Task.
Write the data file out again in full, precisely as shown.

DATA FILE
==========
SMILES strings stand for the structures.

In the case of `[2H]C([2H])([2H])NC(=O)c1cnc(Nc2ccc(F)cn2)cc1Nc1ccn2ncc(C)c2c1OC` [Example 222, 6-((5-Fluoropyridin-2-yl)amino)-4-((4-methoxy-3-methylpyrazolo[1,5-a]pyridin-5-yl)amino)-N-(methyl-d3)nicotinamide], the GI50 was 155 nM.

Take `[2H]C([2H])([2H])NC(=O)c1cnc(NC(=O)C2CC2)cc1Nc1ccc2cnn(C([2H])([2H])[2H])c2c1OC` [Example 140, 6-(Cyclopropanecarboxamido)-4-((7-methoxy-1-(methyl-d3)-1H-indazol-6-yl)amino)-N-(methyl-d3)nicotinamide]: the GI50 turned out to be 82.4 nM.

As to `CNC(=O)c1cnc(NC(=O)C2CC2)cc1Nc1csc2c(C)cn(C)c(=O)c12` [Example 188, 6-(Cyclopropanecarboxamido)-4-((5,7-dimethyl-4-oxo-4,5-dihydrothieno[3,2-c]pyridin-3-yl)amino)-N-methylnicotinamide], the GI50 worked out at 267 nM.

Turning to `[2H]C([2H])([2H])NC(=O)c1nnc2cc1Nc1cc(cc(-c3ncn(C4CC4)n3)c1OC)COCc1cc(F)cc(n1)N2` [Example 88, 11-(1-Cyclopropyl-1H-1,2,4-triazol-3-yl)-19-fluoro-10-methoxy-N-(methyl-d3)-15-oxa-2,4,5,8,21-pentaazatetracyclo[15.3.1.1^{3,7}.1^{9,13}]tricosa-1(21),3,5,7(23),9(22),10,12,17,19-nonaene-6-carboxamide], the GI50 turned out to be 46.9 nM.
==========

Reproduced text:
SMILES strings stand for the structures.

In the case of `[2H]C([2H])([2H])NC(=O)c1cnc(Nc2ccc(F)cn2)cc1Nc1ccn2ncc(C)c2c1OC` [Example 222, 6-((5-Fluoropyridin-2-yl)amino)-4-((4-methoxy-3-methylpyrazolo[1,5-a]pyridin-5-yl)amino)-N-(methyl-d3)nicotinamide], the GI50 was 155 nM.

Take `[2H]C([2H])([2H])NC(=O)c1cnc(NC(=O)C2CC2)cc1Nc1ccc2cnn(C([2H])([2H])[2H])c2c1OC` [Example 140, 6-(Cyclopropanecarboxamido)-4-((7-methoxy-1-(methyl-d3)-1H-indazol-6-yl)amino)-N-(methyl-d3)nicotinamide]: the GI50 turned out to be 82.4 nM.

As to `CNC(=O)c1cnc(NC(=O)C2CC2)cc1Nc1csc2c(C)cn(C)c(=O)c12` [Example 188, 6-(Cyclopropanecarboxamido)-4-((5,7-dimethyl-4-oxo-4,5-dihydrothieno[3,2-c]pyridin-3-yl)amino)-N-methylnicotinamide], the GI50 worked out at 267 nM.

Turning to `[2H]C([2H])([2H])NC(=O)c1nnc2cc1Nc1cc(cc(-c3ncn(C4CC4)n3)c1OC)COCc1cc(F)cc(n1)N2` [Example 88, 11-(1-Cyclopropyl-1H-1,2,4-triazol-3-yl)-19-fluoro-10-methoxy-N-(methyl-d3)-15-oxa-2,4,5,8,21-pentaazatetracyclo[15.3.1.1^{3,7}.1^{9,13}]tricosa-1(21),3,5,7(23),9(22),10,12,17,19-nonaene-6-carboxamide], the GI50 turned out to be 46.9 nM.